Castro-Avila et al conducted a systematic review and meta-analysis of the effect of early rehabilitation during an ICU stay on functional status34 and included the study reported by Denehy et al.37 However, we did not include this study in our systematic review, as it implemented early active rehabilitation in the control group. This implementation was the main reason underlying the authors’ conclusion that early rehabilitation was not associated with improvements in the walking distance and incidence of ICU-AW. Furthermore, Tipping et al reported a systematic review regarding the effects of active mobilisation and rehabilitation in the ICU on mortality and function,35 and included a study by Moss et al.38 However, that study did not initiate rehabilitation during the early phase and therefore was also not included in the current systematic review.

Clinical implementation

The initiation of early rehabilitation improved short-term outcomes, such as the physical function score and the incidence of ICU-AW in the present systematic review; however, it did not improve. The tendency to favour early rehabilitation during mechanical ventilation suggests that early rehabilitation could potentially improve short-term survival and maintain and increase muscle strength.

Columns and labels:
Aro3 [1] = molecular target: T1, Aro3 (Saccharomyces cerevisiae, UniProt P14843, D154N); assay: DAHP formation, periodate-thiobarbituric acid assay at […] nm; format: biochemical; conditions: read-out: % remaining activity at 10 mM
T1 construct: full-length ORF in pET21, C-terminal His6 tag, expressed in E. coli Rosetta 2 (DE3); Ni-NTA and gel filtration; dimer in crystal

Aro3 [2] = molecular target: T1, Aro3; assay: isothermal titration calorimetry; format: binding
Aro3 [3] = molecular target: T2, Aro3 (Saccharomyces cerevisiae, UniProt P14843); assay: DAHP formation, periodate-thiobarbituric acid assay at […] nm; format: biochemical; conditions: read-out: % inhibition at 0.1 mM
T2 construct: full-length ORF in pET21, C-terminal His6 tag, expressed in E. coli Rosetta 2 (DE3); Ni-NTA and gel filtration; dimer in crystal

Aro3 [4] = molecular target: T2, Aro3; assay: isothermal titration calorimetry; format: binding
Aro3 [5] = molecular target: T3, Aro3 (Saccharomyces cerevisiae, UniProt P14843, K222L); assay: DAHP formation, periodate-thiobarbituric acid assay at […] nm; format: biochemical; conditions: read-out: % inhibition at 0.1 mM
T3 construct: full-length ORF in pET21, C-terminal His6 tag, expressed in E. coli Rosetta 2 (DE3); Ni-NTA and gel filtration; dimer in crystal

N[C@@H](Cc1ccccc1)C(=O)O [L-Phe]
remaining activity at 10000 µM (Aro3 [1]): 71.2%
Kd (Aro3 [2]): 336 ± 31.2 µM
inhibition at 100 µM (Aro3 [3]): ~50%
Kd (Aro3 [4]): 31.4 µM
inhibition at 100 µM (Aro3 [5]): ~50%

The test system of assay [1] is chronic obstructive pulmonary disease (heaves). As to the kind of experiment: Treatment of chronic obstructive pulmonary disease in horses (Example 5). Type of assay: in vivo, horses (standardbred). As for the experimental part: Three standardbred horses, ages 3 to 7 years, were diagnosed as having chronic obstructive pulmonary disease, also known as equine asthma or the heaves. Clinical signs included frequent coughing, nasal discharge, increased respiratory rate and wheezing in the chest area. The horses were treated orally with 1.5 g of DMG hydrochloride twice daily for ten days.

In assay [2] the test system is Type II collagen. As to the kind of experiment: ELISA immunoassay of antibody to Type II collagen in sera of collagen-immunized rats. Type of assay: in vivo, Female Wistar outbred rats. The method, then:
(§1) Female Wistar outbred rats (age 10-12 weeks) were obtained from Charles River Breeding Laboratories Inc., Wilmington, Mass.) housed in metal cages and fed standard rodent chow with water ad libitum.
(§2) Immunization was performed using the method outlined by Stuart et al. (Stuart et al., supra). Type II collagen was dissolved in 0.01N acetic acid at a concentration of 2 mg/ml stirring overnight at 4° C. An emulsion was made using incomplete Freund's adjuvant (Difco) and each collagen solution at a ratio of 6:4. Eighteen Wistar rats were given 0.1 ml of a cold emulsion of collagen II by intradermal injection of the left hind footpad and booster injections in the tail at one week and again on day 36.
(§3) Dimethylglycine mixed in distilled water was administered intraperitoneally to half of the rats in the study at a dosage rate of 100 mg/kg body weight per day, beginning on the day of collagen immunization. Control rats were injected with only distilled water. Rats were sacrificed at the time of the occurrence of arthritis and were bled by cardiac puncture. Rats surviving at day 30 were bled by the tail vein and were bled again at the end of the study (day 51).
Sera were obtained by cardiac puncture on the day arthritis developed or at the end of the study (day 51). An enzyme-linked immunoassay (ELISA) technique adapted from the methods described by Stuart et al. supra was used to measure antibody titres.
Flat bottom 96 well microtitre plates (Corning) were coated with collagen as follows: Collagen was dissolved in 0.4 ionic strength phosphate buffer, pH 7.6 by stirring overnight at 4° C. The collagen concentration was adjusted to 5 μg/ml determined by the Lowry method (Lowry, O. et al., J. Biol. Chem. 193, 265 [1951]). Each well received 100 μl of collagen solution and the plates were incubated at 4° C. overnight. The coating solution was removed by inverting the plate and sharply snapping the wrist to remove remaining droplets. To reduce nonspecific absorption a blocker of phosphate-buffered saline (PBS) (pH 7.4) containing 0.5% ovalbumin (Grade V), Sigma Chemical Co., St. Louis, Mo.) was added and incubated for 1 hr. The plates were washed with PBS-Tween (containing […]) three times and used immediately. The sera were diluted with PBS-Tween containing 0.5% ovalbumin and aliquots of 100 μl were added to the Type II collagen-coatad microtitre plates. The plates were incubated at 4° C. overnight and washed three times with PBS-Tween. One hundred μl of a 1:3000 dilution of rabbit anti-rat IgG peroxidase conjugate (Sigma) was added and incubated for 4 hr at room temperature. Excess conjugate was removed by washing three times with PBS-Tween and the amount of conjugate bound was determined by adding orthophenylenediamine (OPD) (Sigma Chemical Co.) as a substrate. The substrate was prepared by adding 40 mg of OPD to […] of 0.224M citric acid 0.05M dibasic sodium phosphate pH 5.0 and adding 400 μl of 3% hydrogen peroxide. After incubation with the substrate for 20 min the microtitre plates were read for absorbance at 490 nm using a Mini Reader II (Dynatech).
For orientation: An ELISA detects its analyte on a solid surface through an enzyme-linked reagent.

However, the initiation of rehabilitation during acute phase may inflict tremendous physical stress and exhaustion on patients in the ICU, thus increasing ICU mortality.39 Although several studies included in the present meta-analysis described the safety of early physiotherapy in the ICU,27 29–32 40 only two outcomes related to the safety of early rehabilitation, the blood lactate level29 and early physiotherapy termination rate,31 were compared between two groups. Therefore, the study conclusions should be approached with caution.

Limitations of the review